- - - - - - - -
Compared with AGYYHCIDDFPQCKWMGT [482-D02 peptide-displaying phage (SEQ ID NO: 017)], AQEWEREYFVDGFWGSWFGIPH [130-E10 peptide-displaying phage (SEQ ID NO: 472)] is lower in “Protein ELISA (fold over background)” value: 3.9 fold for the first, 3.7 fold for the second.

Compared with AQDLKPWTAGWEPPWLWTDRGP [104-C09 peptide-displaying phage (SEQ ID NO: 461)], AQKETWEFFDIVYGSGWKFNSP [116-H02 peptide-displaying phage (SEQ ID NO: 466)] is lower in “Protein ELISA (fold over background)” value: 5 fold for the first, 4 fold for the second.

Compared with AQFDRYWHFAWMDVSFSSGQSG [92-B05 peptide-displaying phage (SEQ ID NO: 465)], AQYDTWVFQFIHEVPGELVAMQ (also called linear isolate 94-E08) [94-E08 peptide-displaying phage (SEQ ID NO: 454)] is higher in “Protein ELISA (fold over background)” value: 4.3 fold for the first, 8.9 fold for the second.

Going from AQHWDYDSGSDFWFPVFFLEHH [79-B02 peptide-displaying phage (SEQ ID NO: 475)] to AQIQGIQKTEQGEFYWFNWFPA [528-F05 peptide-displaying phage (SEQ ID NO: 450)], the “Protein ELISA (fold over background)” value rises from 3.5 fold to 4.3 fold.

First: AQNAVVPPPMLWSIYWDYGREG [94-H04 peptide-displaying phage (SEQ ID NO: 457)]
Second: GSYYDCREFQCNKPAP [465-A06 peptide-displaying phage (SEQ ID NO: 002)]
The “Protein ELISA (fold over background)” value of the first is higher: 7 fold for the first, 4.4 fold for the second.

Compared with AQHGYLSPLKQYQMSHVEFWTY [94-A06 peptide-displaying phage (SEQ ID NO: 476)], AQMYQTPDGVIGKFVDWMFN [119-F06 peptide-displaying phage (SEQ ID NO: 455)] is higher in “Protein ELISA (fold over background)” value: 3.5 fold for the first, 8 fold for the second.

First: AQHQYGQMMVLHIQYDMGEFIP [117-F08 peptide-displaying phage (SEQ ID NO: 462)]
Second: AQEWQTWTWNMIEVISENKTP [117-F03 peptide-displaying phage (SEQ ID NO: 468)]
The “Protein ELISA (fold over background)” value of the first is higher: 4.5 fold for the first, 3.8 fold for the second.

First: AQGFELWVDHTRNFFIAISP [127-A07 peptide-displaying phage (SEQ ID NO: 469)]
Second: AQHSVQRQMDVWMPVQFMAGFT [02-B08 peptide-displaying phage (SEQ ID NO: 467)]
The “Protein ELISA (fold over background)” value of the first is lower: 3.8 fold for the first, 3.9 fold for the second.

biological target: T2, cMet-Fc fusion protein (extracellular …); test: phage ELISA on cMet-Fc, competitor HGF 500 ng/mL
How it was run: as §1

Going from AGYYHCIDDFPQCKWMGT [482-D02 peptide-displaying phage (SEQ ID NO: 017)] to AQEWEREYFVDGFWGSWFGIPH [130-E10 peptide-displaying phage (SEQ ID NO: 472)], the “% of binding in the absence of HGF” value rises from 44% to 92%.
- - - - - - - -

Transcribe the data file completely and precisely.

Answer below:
Compared with AGYYHCIDDFPQCKWMGT [482-D02 peptide-displaying phage (SEQ ID NO: 017)], AQEWEREYFVDGFWGSWFGIPH [130-E10 peptide-displaying phage (SEQ ID NO: 472)] is lower in “Protein ELISA (fold over background)” value: 3.9 fold for the first, 3.7 fold for the second.

Compared with AQDLKPWTAGWEPPWLWTDRGP [104-C09 peptide-displaying phage (SEQ ID NO: 461)], AQKETWEFFDIVYGSGWKFNSP [116-H02 peptide-displaying phage (SEQ ID NO: 466)] is lower in “Protein ELISA (fold over background)” value: 5 fold for the first, 4 fold for the second.

Compared with AQFDRYWHFAWMDVSFSSGQSG [92-B05 peptide-displaying phage (SEQ ID NO: 465)], AQYDTWVFQFIHEVPGELVAMQ (also called linear isolate 94-E08) [94-E08 peptide-displaying phage (SEQ ID NO: 454)] is higher in “Protein ELISA (fold over background)” value: 4.3 fold for the first, 8.9 fold for the second.

Going from AQHWDYDSGSDFWFPVFFLEHH [79-B02 peptide-displaying phage (SEQ ID NO: 475)] to AQIQGIQKTEQGEFYWFNWFPA [528-F05 peptide-displaying phage (SEQ ID NO: 450)], the “Protein ELISA (fold over background)” value rises from 3.5 fold to 4.3 fold.

First: AQNAVVPPPMLWSIYWDYGREG [94-H04 peptide-displaying phage (SEQ ID NO: 457)]
Second: GSYYDCREFQCNKPAP [465-A06 peptide-displaying phage (SEQ ID NO: 002)]
The “Protein ELISA (fold over background)” value of the first is higher: 7 fold for the first, 4.4 fold for the second.

Compared with AQHGYLSPLKQYQMSHVEFWTY [94-A06 peptide-displaying phage (SEQ ID NO: 476)], AQMYQTPDGVIGKFVDWMFN [119-F06 peptide-displaying phage (SEQ ID NO: 455)] is higher in “Protein ELISA (fold over background)” value: 3.5 fold for the first, 8 fold for the second.

First: AQHQYGQMMVLHIQYDMGEFIP [117-F08 peptide-displaying phage (SEQ ID NO: 462)]
Second: AQEWQTWTWNMIEVISENKTP [117-F03 peptide-displaying phage (SEQ ID NO: 468)]
The “Protein ELISA (fold over background)” value of the first is higher: 4.5 fold for the first, 3.8 fold for the second.

First: AQGFELWVDHTRNFFIAISP [127-A07 peptide-displaying phage (SEQ ID NO: 469)]
Second: AQHSVQRQMDVWMPVQFMAGFT [02-B08 peptide-displaying phage (SEQ ID NO: 467)]
The “Protein ELISA (fold over background)” value of the first is lower: 3.8 fold for the first, 3.9 fold for the second.

biological target: T2, cMet-Fc fusion protein (extracellular …); test: phage ELISA on cMet-Fc, competitor HGF 500 ng/mL
How it was run: as §1

Going from AGYYHCIDDFPQCKWMGT [482-D02 peptide-displaying phage (SEQ ID NO: 017)] to AQEWEREYFVDGFWGSWFGIPH [130-E10 peptide-displaying phage (SEQ ID NO: 472)], the “% of binding in the absence of HGF” value rises from 44% to 92%.